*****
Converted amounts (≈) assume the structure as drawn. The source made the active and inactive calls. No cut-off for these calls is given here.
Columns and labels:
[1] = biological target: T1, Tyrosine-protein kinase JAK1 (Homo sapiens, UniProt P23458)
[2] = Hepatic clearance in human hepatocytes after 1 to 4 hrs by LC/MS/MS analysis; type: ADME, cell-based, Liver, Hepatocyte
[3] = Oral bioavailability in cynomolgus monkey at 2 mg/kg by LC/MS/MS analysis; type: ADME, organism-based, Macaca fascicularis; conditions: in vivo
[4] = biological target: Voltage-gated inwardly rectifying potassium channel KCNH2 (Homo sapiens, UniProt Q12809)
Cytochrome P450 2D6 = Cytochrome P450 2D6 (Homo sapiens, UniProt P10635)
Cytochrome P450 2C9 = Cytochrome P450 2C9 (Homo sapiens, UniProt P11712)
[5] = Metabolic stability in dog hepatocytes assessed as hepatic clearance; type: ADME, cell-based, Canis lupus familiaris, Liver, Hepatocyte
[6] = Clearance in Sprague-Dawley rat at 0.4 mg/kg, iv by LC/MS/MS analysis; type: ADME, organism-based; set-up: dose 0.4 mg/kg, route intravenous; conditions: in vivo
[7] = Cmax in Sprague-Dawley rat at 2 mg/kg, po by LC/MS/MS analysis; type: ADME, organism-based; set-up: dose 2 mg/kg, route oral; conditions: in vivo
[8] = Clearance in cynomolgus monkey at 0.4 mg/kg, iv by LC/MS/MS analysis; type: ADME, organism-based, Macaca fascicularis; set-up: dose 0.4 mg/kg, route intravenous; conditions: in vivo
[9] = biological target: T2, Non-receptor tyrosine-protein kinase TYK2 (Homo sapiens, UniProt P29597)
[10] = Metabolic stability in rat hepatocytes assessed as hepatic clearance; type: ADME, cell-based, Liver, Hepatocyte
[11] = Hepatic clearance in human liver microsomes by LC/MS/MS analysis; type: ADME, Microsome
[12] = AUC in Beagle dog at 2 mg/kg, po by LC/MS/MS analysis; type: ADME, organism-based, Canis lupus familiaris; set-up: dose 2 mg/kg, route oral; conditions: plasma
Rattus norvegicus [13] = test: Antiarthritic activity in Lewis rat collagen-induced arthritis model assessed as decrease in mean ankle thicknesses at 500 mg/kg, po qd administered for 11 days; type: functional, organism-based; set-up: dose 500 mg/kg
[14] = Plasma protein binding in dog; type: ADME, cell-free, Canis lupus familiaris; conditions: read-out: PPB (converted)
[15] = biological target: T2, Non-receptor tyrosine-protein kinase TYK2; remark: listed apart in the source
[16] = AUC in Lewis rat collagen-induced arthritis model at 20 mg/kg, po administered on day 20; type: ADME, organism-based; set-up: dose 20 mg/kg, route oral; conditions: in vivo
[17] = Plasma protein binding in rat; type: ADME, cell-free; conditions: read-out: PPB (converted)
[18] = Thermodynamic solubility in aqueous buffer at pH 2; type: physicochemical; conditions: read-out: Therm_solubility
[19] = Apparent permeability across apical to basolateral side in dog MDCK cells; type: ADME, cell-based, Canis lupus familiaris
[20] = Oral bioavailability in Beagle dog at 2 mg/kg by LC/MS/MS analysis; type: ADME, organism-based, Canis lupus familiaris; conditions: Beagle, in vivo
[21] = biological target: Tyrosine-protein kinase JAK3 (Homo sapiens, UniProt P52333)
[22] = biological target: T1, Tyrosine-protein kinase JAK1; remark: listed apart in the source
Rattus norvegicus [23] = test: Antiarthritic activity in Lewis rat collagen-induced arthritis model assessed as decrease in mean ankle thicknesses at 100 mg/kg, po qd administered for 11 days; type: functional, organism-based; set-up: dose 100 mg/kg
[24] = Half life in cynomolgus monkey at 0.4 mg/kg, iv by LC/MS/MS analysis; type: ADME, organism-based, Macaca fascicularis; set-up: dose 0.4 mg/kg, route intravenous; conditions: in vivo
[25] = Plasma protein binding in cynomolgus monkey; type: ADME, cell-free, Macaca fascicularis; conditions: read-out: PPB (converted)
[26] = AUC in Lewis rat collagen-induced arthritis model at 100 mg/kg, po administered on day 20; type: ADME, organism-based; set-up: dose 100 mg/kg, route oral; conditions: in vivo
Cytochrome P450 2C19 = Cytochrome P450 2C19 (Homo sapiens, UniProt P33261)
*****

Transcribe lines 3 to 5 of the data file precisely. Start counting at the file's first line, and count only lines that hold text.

[1] = biological target: T1, Tyrosine-protein kinase JAK1 (Homo sapiens, UniProt P23458)
[2] = Hepatic clearance in human hepatocytes after 1 to 4 hrs by LC/MS/MS analysis; type: ADME, cell-based, Liver, Hepatocyte
[3] = Oral bioavailability in cynomolgus monkey at 2 mg/kg by LC/MS/MS analysis; type: ADME, organism-based, Macaca fascicularis; conditions: in vivo